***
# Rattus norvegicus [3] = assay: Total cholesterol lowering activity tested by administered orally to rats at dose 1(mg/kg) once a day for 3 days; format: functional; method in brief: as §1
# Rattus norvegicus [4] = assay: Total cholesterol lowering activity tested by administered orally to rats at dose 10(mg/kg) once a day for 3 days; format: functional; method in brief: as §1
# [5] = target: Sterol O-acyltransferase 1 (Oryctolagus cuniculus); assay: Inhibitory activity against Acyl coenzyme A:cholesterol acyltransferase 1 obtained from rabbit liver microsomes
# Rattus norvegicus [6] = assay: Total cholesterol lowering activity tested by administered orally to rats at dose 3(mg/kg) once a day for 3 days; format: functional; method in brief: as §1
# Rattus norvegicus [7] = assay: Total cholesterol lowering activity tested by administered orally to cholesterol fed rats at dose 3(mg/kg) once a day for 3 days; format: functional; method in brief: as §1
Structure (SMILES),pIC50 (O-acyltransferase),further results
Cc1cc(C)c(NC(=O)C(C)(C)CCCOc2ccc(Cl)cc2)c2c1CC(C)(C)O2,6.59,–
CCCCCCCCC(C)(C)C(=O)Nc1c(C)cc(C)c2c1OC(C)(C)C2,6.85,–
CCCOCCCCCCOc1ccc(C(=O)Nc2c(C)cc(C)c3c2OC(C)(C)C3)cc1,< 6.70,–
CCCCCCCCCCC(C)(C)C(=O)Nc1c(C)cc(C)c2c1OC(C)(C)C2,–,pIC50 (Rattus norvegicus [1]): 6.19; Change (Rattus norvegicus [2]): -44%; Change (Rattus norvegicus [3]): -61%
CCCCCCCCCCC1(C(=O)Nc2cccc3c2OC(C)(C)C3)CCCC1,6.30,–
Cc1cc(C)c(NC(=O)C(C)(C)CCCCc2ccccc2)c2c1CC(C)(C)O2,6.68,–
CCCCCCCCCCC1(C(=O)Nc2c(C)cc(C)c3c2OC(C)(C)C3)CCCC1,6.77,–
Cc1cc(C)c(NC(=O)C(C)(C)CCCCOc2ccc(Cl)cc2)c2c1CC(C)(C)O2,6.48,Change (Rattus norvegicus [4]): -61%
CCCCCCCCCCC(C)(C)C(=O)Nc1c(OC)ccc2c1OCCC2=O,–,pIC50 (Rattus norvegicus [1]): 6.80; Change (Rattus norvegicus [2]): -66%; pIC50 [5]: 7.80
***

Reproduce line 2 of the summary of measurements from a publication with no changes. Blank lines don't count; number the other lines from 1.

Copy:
# Rattus norvegicus [4] = assay: Total cholesterol lowering activity tested by administered orally to rats at dose 10(mg/kg) once a day for 3 days; format: functional; method in brief: as §1